OK, raise your hand if you're feeling stressed out. Well, renowned South Korean artist Kimsooja dreamed up a novel, meditative exercise that's been spreading for months, with the public's help, at the Peabody Essex Museum (PEM) in Salem.
The recorded sounds of a rolling ball on a smooth surface greet visitors as they walk into a revamped gallery adjacent to the PEM's recently-opened new wing. Since June the room has been occupied by a huge oval-shaped table about 36-feet long and 15-feet wide. Its dramatically-lit surface is covered with earth-toned balls, each about the size of a clementine.
Clarissa Pungowiyi, 40, traveled to the museum from Bristol, Rhode Island. She didn’t know about the installation before arriving, but made a pit stop after hearing it offers relief from the relentless pace of modern life. “Our minds are little race tracks and everything’s sound bites,” she said, “everything’s short, short, short and fast, fast, fast.”
Not in here, though. Gallery attendants invite visitors to pull a small blob of clay from one of three, different-colored mounds. Then they take a seat around the big table and roll the supple, slightly moist material between the palms of their hands.
“I've been encouraging audiences to make a perfect sphere,” artist Kimsooja told me in June when the installation debuted. At that point the table was a like a blank canvas. Since, it has grown into a massive mound with an estimated 100,000 orbs.
Kimsooja explained that making perfect spheres is not the goal. Instead, focusing on this small, repetitive, physical task provides a moment of focus and calm in an over-stimulated, device-driven world.
“This piece is an opportunity to kind of strip all that back for five or 10 minutes,” PEM Curator of the Present Tense Trevor Smith said while making his own ball at the elliptical table. “Stick your hand back in the earth,” he urged, “which is kind of where we all emerged from.”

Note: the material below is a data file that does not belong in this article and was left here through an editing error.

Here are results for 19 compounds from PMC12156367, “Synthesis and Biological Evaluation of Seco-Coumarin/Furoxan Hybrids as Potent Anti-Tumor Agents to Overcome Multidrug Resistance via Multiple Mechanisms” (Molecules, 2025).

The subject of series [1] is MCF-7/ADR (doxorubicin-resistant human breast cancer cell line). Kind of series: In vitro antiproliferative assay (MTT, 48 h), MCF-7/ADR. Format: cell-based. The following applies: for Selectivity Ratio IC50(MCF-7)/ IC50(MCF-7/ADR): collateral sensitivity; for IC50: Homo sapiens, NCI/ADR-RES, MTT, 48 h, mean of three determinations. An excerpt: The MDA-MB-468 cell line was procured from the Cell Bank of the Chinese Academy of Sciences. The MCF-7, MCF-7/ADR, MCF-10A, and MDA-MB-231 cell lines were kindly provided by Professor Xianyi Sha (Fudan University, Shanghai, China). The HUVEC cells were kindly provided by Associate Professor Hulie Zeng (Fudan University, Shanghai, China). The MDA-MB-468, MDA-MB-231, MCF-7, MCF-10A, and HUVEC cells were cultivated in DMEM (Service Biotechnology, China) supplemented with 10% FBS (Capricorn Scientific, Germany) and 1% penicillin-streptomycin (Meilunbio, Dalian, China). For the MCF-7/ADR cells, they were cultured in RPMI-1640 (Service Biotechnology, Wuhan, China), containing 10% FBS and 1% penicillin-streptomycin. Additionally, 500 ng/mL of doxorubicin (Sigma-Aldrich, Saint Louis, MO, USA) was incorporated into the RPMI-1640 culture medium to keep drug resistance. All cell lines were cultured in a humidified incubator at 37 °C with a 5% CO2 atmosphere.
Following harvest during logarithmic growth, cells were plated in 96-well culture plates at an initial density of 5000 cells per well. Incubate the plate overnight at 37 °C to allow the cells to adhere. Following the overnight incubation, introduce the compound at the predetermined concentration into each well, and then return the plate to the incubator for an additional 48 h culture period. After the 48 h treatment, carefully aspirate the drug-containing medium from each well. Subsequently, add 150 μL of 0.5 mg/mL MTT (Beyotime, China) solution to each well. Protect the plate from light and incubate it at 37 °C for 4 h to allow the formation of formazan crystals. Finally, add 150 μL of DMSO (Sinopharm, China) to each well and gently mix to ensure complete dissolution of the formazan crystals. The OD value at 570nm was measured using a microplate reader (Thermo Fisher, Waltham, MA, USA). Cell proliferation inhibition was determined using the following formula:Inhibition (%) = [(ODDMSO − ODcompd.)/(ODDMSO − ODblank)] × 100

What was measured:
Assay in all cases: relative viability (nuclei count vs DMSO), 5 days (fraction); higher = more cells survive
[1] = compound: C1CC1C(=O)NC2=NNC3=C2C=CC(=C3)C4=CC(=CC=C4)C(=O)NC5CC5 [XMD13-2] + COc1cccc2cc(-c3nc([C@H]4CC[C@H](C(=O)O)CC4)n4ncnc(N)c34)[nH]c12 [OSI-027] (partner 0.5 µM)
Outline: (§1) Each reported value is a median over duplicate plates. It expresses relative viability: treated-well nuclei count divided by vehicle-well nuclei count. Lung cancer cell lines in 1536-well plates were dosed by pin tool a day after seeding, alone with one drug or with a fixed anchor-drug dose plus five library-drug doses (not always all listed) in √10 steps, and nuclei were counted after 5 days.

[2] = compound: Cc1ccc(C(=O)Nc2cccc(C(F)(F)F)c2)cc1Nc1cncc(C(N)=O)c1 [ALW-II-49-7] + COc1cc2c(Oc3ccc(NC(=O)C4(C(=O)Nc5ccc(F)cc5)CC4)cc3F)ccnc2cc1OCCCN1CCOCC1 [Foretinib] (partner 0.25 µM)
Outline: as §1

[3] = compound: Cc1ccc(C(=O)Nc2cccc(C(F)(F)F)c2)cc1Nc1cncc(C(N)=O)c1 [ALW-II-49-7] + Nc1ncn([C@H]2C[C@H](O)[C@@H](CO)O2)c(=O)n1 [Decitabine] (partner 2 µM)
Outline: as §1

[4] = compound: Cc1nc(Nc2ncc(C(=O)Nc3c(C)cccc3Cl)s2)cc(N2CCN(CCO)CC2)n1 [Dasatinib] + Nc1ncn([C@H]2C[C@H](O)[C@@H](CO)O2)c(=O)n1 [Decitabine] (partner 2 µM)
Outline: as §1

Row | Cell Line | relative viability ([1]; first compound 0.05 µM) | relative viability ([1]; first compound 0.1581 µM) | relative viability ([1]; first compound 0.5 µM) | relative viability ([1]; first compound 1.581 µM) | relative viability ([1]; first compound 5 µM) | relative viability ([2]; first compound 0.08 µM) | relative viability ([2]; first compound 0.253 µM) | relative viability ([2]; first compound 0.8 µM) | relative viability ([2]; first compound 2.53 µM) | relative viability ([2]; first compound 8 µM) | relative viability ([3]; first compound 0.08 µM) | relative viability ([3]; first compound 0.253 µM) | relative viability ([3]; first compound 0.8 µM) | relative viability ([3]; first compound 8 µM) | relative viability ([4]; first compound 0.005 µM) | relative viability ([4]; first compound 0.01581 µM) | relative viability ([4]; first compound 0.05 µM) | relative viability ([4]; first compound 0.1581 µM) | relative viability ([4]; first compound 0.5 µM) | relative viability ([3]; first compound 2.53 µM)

"Archive of Mind" is Kimsooja's first clay ball installation in the U.S. The concept was born after Yoko Ono asked her to join a group art show of works involving water. Kimsooja decided to use clay. When she enlisted her studio assistants to help roll dozens of balls she said they gleefully obliged because the act helped them chill out and be mindful. Kimsooja wanted to share the feelings they got with more people.
Smith explained how she’s an artist who thinks deeply about paying attention, about stillness and motion, and about how we treat each other as human beings. “How do you express this through what seem like very simple gestures?” he asked, “You know, like the idea of rolling a sphere of clay — it doesn't get much simpler than that — and yet there's a real explosion of associations and ideas.”
Kimsooja loves watching people's faces soften as they handle the clay, and said it can take participants back in time. “Some people will remember their childhood, because many people are not really touching Earth these days,” she said, “even children [don’t] have that kind of experience anymore.”
When they're done rolling, people add their little clay orbs to the mass that's been growing since June.
“I love the way it makes an image of collective impact or collective endeavor,” Smith mused, “even though your experience rolling the ball is solitary.”
“It was meditative, as advertised,” Pungowiyi reported after her time in the chair. She does ceramics and thinks inclusive art concepts like this are a great way to pull audiences into a creative process. “From a museum standpoint I like anything that's going to be interactive and let people touch,” she said. Museum experiences usually involve looking and reading, “and like touching and interacting sort of accesses a different part of us."
After Monday, all of the clay spheres — along with the memories they hold — will be gathered up, recombined and donated to Montserrat College of Art and to high school art programs in Haverill and Lawrence. Until then Kimsooja’s big, oval table will serve as a portrait — in clay — of people in Salem over the past seven months.
This segment aired on January 15, 2020.